With the new Mercedes being revealed, and Pedro de la Rosa revealing that HRT’s 2012 car also has a step nose, famous British team McLaren is all alone in keeping a smooth aerodynamic line from the end of the monocoque to the tip of the nose.

Every other team has decided that the best solution to the new rules forcing a lower nose is to move ahead with having as high a chassis as possible, in order to maximize the flow of air underneath the car.

“I’ve asked our technical guys if they are sure that we have done the right thing and they have told me not to worry,” team boss Whitmarsh is quoted by Germany’s Auto Motor und Sport.

He admitted there is an obvious aerodynamic benefit to the ‘step nose’ solution.

“But we have a lower center of gravity, more freedom in the suspension geometry, and a more comfortable seating position and a better view for the driver,” added Whitmarsh.

 

Jonny Walker Takes Second in Hells Gate

In only his second ever ride at Hell’s Gate and first as a KTM factory rider, the 22-year-old ended the race just five minutes behind the winner, veteran, Graham Jarvis.

Walker began the day strongly, winning five laps in qualifying to take pole for the main race. He made a good start, secured the holeshot and led briefly before making an error that cost him the advantage when he lost valuable time recovering his bike.

This put him three minutes behind Jarvis, a time that Johnny managed to cut in half going into the penultimate lap. Then the very experienced Jarvis turned up the heat and pulled clear in the final lap.

“It went very well this morning,” Walker said. “I took it steady and I still won but in the night race I lost time when I crashed and the bike slipped down the slope.

“It’s a very long day with the five laps in the morning before the main race and the last hill is impossible to ride, you have to be pulled up by the spectators. But I’ll be back next year and I’ll be coming back to win this race.”

Hell’s Gate 2012 – results
1) Graham Jarvis (GBR) Husaberg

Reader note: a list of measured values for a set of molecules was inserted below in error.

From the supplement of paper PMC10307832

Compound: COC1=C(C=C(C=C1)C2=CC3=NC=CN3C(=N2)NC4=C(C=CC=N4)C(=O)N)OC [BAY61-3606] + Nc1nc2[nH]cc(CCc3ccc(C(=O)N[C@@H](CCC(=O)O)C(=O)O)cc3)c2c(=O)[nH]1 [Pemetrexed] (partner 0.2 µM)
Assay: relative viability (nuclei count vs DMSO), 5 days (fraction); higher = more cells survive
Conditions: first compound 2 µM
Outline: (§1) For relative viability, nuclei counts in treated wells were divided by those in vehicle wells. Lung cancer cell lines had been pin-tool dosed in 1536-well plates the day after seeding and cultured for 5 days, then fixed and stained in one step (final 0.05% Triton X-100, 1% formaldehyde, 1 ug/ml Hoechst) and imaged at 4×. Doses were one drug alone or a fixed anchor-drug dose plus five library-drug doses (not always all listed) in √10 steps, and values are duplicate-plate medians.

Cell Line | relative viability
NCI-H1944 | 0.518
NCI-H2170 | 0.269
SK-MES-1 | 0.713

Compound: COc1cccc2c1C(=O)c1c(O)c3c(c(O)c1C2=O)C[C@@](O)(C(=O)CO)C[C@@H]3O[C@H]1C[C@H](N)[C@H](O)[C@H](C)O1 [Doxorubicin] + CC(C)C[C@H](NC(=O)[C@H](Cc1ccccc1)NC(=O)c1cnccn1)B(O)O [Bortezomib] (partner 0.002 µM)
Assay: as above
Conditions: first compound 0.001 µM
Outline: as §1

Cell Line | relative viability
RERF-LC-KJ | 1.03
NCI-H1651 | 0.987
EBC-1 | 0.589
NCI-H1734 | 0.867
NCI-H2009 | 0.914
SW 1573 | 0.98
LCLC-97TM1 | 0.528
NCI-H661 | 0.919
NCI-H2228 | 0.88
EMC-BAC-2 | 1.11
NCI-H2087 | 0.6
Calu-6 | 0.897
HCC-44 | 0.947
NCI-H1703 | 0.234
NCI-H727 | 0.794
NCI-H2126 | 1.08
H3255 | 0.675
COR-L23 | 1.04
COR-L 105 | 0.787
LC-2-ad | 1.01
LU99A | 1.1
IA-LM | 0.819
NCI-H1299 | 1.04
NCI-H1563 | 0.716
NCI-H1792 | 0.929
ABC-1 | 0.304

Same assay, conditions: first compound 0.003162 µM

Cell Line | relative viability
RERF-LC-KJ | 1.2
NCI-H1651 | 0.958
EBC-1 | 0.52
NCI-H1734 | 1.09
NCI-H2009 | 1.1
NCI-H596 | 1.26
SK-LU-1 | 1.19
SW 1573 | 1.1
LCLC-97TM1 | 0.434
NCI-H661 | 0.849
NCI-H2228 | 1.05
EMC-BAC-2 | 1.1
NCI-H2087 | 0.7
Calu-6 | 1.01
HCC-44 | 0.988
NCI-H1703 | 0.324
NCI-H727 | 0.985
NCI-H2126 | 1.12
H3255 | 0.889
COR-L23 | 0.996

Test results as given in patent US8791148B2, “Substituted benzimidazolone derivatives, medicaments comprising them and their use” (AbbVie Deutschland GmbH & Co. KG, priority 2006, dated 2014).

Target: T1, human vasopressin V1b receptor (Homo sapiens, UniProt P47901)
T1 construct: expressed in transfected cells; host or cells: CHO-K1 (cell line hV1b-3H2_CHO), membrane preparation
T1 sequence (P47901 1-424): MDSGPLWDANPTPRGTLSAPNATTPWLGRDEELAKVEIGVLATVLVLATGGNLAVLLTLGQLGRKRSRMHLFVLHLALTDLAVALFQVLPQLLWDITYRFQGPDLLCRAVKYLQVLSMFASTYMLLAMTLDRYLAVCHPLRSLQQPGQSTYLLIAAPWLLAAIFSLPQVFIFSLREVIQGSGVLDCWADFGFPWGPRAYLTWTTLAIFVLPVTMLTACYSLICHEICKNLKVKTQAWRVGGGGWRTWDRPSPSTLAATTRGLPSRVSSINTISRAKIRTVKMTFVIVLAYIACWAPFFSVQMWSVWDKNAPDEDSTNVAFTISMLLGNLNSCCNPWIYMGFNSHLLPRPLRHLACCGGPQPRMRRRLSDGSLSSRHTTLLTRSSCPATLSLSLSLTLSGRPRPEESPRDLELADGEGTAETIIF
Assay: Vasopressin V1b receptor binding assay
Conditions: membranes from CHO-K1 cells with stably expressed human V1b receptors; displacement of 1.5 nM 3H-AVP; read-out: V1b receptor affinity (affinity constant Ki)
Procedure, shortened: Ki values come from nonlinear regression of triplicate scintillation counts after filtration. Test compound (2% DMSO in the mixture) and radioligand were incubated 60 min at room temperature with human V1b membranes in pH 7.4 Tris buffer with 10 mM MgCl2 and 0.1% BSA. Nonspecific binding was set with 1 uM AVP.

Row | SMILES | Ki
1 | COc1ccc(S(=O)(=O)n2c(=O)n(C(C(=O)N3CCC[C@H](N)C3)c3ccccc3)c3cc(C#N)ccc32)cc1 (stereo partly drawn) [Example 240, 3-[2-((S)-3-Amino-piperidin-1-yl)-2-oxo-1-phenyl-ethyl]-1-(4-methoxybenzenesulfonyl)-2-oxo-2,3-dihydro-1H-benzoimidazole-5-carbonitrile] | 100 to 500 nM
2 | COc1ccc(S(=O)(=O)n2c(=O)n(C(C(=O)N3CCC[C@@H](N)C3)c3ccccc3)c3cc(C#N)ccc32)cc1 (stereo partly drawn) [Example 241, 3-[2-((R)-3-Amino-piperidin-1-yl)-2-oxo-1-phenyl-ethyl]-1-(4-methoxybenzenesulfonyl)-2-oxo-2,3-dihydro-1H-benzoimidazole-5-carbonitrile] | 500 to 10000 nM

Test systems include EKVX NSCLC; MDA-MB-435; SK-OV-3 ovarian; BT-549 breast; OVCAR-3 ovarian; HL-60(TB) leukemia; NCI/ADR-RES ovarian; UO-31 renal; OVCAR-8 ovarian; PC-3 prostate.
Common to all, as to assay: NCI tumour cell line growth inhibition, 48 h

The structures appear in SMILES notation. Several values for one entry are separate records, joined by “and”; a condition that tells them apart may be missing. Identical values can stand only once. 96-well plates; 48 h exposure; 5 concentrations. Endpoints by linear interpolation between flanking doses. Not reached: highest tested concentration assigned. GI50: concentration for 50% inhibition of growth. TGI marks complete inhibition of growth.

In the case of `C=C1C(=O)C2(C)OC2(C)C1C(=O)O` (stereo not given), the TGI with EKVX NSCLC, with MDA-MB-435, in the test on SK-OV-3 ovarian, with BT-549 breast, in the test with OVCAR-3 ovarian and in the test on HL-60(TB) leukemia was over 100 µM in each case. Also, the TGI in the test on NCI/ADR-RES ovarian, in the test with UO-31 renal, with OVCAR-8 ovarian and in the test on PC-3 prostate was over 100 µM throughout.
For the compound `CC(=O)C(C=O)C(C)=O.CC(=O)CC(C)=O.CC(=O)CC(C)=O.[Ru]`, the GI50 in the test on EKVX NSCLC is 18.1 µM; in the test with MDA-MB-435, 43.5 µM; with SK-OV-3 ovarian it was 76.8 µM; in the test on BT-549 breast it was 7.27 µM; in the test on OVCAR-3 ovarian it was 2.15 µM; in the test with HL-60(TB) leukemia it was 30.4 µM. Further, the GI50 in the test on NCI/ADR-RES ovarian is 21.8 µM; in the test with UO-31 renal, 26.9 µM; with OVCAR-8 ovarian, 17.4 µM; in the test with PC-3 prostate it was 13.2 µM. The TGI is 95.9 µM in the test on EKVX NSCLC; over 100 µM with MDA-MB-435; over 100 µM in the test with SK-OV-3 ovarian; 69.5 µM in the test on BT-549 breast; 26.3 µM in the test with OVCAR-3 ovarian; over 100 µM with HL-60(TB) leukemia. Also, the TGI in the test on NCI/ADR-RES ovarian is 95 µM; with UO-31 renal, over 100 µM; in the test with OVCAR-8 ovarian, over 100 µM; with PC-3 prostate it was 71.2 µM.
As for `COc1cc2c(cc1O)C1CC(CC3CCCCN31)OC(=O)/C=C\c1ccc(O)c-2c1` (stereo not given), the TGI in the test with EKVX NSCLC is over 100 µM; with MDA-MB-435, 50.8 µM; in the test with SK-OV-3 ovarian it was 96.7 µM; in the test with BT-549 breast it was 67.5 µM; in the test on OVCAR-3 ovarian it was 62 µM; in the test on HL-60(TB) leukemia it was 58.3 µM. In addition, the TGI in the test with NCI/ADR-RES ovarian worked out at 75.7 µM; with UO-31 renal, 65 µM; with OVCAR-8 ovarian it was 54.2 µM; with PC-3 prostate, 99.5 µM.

2) Jonny Walker (GBR) KTM
3) Xavi Galindo (ESP) Husaberg

Jimmie Johnson Number 48 Car Modified

Crew chief Chad Knaus and other members of five-time Sprint Cup champion Jimmie Johnson’s Daytona 500 team face possible suspensions after NASCAR said it found modifications on the rear quarter panel of Johnson’s No. 48 car.

The C-posts — pillars that come down from the roof to the quarter panel — were confiscated by NASCAR on Friday after going through an initial inspection for the 500 at Daytona International Speedway.

NASCAR officials said the violation first was discovered prior to the car going through initial inspection, noting the C-posts stood out so much it was evident to the naked eye.

For the whole story Johnson 48

Porsche Collection Coming To Auction

That folks is a 1973 Porsche 917/30 Can-Am Spyder, one of only four like it built at the Porsche factory. Estimated to be worth between $3.25 and $4 million.

That’s just one of 17 Porsches in the private Matthew Drendel collection. Mathew Drendel raced Porsches, and was passionate about the cars. Sadly Mr. Drendel passed away in November of 2010. His passion lives on through his amazing collection of cars. These cars will be auctioned by Gooding and Company on March 9th.

Lets hope someone will keep this passion alive!

For more information http://www.goodingco.com/

For more pictures top gear collection pics